By the numbers, COVID-19 cases at the University of Missouri are down, and that looks good on paper.
But it may not reflect reality.
MU and other area universities are not testing students and staff regularly, so officials can’t know how many of them are walking around spreading the coronavirus on campus, and in the surrounding community, infectious disease experts say.
And at MU, only those who show symptoms are told to get a test.
“We should not be reducing testing on college campuses,” said Anthony Fehr, an assistant professor of molecular biosciences at the University of Kansas. “It is clear that they are a hotbed for infections, though few students actually exhibit symptoms.”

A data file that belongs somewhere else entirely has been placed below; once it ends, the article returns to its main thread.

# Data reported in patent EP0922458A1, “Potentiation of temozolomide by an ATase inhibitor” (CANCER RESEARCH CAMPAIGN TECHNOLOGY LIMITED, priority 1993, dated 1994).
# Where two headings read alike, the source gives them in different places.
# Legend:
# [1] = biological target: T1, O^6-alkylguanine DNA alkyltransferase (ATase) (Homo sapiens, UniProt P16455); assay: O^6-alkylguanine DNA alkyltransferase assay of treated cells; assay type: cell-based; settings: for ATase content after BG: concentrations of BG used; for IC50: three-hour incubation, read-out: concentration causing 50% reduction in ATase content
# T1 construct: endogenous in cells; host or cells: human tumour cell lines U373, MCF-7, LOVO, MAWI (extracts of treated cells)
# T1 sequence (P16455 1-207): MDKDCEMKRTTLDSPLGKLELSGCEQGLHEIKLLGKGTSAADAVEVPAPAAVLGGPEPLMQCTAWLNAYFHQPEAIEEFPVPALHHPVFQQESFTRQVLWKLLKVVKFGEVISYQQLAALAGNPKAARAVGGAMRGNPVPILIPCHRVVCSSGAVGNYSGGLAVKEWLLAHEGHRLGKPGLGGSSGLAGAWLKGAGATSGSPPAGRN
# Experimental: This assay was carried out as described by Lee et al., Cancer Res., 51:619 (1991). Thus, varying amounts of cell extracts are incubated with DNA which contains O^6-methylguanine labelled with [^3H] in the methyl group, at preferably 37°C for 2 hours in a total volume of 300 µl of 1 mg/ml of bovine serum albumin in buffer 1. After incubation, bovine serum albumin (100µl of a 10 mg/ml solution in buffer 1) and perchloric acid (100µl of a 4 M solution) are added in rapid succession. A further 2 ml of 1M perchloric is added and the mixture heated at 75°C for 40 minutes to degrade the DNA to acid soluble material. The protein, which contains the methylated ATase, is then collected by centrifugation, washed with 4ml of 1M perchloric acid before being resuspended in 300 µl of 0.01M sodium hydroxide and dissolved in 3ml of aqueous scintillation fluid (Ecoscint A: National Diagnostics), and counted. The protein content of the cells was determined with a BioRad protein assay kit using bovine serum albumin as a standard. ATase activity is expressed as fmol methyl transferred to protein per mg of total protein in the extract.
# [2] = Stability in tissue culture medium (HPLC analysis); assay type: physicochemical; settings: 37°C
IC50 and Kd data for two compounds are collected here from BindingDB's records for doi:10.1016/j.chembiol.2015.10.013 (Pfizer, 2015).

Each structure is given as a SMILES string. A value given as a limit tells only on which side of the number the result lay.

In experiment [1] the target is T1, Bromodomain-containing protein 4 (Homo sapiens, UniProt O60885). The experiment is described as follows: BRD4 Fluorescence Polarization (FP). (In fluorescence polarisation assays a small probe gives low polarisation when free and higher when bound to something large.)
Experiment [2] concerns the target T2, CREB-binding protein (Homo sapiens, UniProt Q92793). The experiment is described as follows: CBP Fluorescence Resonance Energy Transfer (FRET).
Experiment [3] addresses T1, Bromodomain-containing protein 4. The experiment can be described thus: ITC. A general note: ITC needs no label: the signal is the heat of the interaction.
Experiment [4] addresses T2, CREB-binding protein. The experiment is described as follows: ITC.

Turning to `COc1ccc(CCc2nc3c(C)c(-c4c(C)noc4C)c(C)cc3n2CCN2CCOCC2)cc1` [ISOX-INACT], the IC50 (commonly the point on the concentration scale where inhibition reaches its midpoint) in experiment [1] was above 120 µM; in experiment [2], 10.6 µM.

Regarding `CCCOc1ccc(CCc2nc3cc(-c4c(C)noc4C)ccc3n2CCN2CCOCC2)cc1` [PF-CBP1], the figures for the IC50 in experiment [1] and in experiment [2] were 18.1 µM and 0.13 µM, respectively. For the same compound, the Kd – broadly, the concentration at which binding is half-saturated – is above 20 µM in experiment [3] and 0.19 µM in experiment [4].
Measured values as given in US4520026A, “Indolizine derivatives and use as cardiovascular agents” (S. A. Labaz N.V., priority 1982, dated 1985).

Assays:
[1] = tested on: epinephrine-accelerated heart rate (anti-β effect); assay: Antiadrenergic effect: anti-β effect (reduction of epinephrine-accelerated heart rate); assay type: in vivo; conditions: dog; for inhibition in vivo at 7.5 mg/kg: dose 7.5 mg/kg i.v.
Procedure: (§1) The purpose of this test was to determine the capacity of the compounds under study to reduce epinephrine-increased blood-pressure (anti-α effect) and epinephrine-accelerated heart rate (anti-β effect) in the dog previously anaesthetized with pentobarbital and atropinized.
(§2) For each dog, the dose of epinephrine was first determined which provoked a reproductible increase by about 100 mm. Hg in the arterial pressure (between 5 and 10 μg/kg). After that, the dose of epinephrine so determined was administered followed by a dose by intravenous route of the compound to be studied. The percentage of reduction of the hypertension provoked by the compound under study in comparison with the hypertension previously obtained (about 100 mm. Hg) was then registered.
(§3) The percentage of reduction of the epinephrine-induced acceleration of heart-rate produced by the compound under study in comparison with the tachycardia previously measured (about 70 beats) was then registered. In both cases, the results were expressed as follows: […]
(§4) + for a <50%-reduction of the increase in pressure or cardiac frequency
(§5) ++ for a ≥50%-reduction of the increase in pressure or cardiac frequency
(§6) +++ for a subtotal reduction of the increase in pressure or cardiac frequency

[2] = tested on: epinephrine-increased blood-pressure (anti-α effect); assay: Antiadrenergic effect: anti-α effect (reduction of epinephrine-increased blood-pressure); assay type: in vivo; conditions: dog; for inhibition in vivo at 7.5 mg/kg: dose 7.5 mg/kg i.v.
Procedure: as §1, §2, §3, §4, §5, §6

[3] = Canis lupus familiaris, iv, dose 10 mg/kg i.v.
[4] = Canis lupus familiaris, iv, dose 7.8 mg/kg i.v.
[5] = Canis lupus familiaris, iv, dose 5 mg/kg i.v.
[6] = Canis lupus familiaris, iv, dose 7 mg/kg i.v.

Fehr, who has been researching coronaviruses since 2012, said “continued random, regular testing of students on campuses is the only way that these schools will know the true prevalence rate of the virus and be able to contain it such that it does not spread exhaustively out into the larger community, where there are likely to be more at-risk individuals.”
Yet some experts say that wide-scale testing on campuses just isn’t worth the cost.
“Testing does not stop the spread of the disease,” said John Middleton, an MU professor of veterinary medicine and infectious disease. “The problem with mass testing is it uses a lot of resources. It uses a lot of testing capability and with the supply chain the way it is and logistics the way they are, we are better to focus on those people that really need a test because it is medically indicated.”
MU maintains that its limited testing works, and it boasts that case numbers are trending down. Yet a White House report released Sept. 20 said Missouri had the fifth highest rate of cases per capita in the country and